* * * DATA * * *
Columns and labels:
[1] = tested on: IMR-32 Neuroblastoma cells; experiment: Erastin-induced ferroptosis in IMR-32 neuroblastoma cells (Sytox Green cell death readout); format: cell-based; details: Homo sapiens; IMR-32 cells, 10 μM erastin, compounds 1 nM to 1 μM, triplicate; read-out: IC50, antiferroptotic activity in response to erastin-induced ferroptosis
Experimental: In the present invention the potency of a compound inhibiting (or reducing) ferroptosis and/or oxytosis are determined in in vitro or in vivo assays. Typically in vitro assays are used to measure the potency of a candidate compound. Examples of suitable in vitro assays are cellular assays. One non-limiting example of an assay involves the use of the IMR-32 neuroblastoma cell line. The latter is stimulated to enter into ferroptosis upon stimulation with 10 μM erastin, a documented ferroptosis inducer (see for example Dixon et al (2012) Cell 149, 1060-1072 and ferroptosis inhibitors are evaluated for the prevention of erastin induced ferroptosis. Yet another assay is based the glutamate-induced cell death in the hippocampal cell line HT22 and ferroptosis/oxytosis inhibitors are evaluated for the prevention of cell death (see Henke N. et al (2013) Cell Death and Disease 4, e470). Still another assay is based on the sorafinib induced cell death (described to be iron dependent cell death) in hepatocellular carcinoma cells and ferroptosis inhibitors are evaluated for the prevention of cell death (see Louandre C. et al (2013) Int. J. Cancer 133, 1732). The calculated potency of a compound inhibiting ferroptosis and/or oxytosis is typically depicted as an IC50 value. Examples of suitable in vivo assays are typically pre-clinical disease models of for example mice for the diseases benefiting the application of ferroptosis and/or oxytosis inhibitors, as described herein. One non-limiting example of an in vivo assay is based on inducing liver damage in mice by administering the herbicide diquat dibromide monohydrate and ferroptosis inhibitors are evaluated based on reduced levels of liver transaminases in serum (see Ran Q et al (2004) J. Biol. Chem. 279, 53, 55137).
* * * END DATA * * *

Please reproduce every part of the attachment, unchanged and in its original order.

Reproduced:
Columns and labels:
[1] = tested on: IMR-32 Neuroblastoma cells; experiment: Erastin-induced ferroptosis in IMR-32 neuroblastoma cells (Sytox Green cell death readout); format: cell-based; details: Homo sapiens; IMR-32 cells, 10 μM erastin, compounds 1 nM to 1 μM, triplicate; read-out: IC50, antiferroptotic activity in response to erastin-induced ferroptosis
Experimental: In the present invention the potency of a compound inhibiting (or reducing) ferroptosis and/or oxytosis are determined in in vitro or in vivo assays. Typically in vitro assays are used to measure the potency of a candidate compound. Examples of suitable in vitro assays are cellular assays. One non-limiting example of an assay involves the use of the IMR-32 neuroblastoma cell line. The latter is stimulated to enter into ferroptosis upon stimulation with 10 μM erastin, a documented ferroptosis inducer (see for example Dixon et al (2012) Cell 149, 1060-1072 and ferroptosis inhibitors are evaluated for the prevention of erastin induced ferroptosis. Yet another assay is based the glutamate-induced cell death in the hippocampal cell line HT22 and ferroptosis/oxytosis inhibitors are evaluated for the prevention of cell death (see Henke N. et al (2013) Cell Death and Disease 4, e470). Still another assay is based on the sorafinib induced cell death (described to be iron dependent cell death) in hepatocellular carcinoma cells and ferroptosis inhibitors are evaluated for the prevention of cell death (see Louandre C. et al (2013) Int. J. Cancer 133, 1732). The calculated potency of a compound inhibiting ferroptosis and/or oxytosis is typically depicted as an IC50 value. Examples of suitable in vivo assays are typically pre-clinical disease models of for example mice for the diseases benefiting the application of ferroptosis and/or oxytosis inhibitors, as described herein. One non-limiting example of an in vivo assay is based on inducing liver damage in mice by administering the herbicide diquat dibromide monohydrate and ferroptosis inhibitors are evaluated based on reduced levels of liver transaminases in serum (see Ran Q et al (2004) J. Biol. Chem. 279, 53, 55137).